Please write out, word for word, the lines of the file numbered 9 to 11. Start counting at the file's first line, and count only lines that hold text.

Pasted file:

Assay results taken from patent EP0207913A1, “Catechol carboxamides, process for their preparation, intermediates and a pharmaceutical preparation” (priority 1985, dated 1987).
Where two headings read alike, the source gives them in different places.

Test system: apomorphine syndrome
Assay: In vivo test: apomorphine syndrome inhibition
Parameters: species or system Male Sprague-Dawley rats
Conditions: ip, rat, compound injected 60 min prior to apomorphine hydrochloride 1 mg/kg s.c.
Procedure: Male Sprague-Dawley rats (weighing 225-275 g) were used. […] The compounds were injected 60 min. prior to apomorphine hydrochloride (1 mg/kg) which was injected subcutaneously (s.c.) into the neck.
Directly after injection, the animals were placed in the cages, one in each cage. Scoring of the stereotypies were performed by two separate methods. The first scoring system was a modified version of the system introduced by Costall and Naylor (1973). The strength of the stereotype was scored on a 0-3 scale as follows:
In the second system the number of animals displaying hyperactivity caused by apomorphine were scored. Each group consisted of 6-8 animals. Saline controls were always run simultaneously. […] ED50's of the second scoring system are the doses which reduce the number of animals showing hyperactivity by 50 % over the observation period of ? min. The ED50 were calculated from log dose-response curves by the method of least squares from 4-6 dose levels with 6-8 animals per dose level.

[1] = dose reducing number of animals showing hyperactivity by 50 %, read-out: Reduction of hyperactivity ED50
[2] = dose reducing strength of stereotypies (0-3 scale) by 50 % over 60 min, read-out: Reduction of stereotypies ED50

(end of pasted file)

In the second system the number of animals displaying hyperactivity caused by apomorphine were scored. Each group consisted of 6-8 animals. Saline controls were always run simultaneously. […] ED50's of the second scoring system are the doses which reduce the number of animals showing hyperactivity by 50 % over the observation period of ? min. The ED50 were calculated from log dose-response curves by the method of least squares from 4-6 dose levels with 6-8 animals per dose level.

[1] = dose reducing number of animals showing hyperactivity by 50 %, read-out: Reduction of hyperactivity ED50
[2] = dose reducing strength of stereotypies (0-3 scale) by 50 % over 60 min, read-out: Reduction of stereotypies ED50